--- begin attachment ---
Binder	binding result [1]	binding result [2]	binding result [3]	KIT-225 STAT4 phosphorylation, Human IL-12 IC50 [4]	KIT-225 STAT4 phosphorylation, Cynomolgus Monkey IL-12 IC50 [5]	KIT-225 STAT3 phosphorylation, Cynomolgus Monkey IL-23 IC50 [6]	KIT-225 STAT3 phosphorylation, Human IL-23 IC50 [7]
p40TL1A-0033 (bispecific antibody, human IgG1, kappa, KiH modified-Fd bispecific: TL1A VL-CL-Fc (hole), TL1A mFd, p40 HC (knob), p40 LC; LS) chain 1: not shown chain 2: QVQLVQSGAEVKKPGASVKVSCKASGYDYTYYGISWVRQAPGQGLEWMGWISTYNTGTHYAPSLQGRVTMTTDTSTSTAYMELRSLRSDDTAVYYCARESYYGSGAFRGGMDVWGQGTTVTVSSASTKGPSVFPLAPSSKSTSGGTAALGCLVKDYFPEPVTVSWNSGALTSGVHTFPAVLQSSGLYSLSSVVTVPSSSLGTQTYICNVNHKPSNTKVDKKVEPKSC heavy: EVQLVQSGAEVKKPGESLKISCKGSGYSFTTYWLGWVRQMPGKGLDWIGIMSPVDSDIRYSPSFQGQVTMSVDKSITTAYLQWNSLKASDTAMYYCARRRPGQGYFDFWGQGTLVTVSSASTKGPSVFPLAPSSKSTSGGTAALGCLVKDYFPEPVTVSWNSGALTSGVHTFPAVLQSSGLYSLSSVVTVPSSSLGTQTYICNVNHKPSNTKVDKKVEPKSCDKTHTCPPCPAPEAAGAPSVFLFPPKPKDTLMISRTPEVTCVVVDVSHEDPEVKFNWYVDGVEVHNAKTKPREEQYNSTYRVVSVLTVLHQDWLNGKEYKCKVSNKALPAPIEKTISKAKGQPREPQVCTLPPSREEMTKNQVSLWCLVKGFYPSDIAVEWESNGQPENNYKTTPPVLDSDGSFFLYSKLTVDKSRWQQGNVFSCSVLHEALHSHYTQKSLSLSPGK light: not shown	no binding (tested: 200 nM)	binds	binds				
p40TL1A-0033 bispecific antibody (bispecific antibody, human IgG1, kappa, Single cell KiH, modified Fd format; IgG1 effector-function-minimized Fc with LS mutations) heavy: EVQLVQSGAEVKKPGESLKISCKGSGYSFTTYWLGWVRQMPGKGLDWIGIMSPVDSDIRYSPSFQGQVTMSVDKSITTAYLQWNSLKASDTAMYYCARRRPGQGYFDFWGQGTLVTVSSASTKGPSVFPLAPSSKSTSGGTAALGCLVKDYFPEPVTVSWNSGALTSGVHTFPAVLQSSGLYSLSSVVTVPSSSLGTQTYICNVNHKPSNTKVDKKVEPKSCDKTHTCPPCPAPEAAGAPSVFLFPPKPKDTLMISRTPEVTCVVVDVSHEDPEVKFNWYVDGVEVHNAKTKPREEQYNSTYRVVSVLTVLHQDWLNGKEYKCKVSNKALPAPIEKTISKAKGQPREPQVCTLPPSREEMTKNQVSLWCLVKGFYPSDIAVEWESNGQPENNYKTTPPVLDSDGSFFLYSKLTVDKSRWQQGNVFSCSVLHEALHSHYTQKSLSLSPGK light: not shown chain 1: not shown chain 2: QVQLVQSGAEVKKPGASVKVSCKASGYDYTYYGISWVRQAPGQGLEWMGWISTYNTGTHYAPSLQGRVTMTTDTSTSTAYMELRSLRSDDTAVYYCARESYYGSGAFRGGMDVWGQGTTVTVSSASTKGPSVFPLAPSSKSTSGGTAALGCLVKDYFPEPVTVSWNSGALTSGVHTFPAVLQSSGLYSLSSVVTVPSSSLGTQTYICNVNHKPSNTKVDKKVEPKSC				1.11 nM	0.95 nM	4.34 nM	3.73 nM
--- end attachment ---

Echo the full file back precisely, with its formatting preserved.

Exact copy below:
Binder	binding result [1]	binding result [2]	binding result [3]	KIT-225 STAT4 phosphorylation, Human IL-12 IC50 [4]	KIT-225 STAT4 phosphorylation, Cynomolgus Monkey IL-12 IC50 [5]	KIT-225 STAT3 phosphorylation, Cynomolgus Monkey IL-23 IC50 [6]	KIT-225 STAT3 phosphorylation, Human IL-23 IC50 [7]
p40TL1A-0033 (bispecific antibody, human IgG1, kappa, KiH modified-Fd bispecific: TL1A VL-CL-Fc (hole), TL1A mFd, p40 HC (knob), p40 LC; LS) chain 1: not shown chain 2: QVQLVQSGAEVKKPGASVKVSCKASGYDYTYYGISWVRQAPGQGLEWMGWISTYNTGTHYAPSLQGRVTMTTDTSTSTAYMELRSLRSDDTAVYYCARESYYGSGAFRGGMDVWGQGTTVTVSSASTKGPSVFPLAPSSKSTSGGTAALGCLVKDYFPEPVTVSWNSGALTSGVHTFPAVLQSSGLYSLSSVVTVPSSSLGTQTYICNVNHKPSNTKVDKKVEPKSC heavy: EVQLVQSGAEVKKPGESLKISCKGSGYSFTTYWLGWVRQMPGKGLDWIGIMSPVDSDIRYSPSFQGQVTMSVDKSITTAYLQWNSLKASDTAMYYCARRRPGQGYFDFWGQGTLVTVSSASTKGPSVFPLAPSSKSTSGGTAALGCLVKDYFPEPVTVSWNSGALTSGVHTFPAVLQSSGLYSLSSVVTVPSSSLGTQTYICNVNHKPSNTKVDKKVEPKSCDKTHTCPPCPAPEAAGAPSVFLFPPKPKDTLMISRTPEVTCVVVDVSHEDPEVKFNWYVDGVEVHNAKTKPREEQYNSTYRVVSVLTVLHQDWLNGKEYKCKVSNKALPAPIEKTISKAKGQPREPQVCTLPPSREEMTKNQVSLWCLVKGFYPSDIAVEWESNGQPENNYKTTPPVLDSDGSFFLYSKLTVDKSRWQQGNVFSCSVLHEALHSHYTQKSLSLSPGK light: not shown	no binding (tested: 200 nM)	binds	binds				
p40TL1A-0033 bispecific antibody (bispecific antibody, human IgG1, kappa, Single cell KiH, modified Fd format; IgG1 effector-function-minimized Fc with LS mutations) heavy: EVQLVQSGAEVKKPGESLKISCKGSGYSFTTYWLGWVRQMPGKGLDWIGIMSPVDSDIRYSPSFQGQVTMSVDKSITTAYLQWNSLKASDTAMYYCARRRPGQGYFDFWGQGTLVTVSSASTKGPSVFPLAPSSKSTSGGTAALGCLVKDYFPEPVTVSWNSGALTSGVHTFPAVLQSSGLYSLSSVVTVPSSSLGTQTYICNVNHKPSNTKVDKKVEPKSCDKTHTCPPCPAPEAAGAPSVFLFPPKPKDTLMISRTPEVTCVVVDVSHEDPEVKFNWYVDGVEVHNAKTKPREEQYNSTYRVVSVLTVLHQDWLNGKEYKCKVSNKALPAPIEKTISKAKGQPREPQVCTLPPSREEMTKNQVSLWCLVKGFYPSDIAVEWESNGQPENNYKTTPPVLDSDGSFFLYSKLTVDKSRWQQGNVFSCSVLHEALHSHYTQKSLSLSPGK light: not shown chain 1: not shown chain 2: QVQLVQSGAEVKKPGASVKVSCKASGYDYTYYGISWVRQAPGQGLEWMGWISTYNTGTHYAPSLQGRVTMTTDTSTSTAYMELRSLRSDDTAVYYCARESYYGSGAFRGGMDVWGQGTTVTVSSASTKGPSVFPLAPSSKSTSGGTAALGCLVKDYFPEPVTVSWNSGALTSGVHTFPAVLQSSGLYSLSSVVTVPSSSLGTQTYICNVNHKPSNTKVDKKVEPKSC				1.11 nM	0.95 nM	4.34 nM	3.73 nM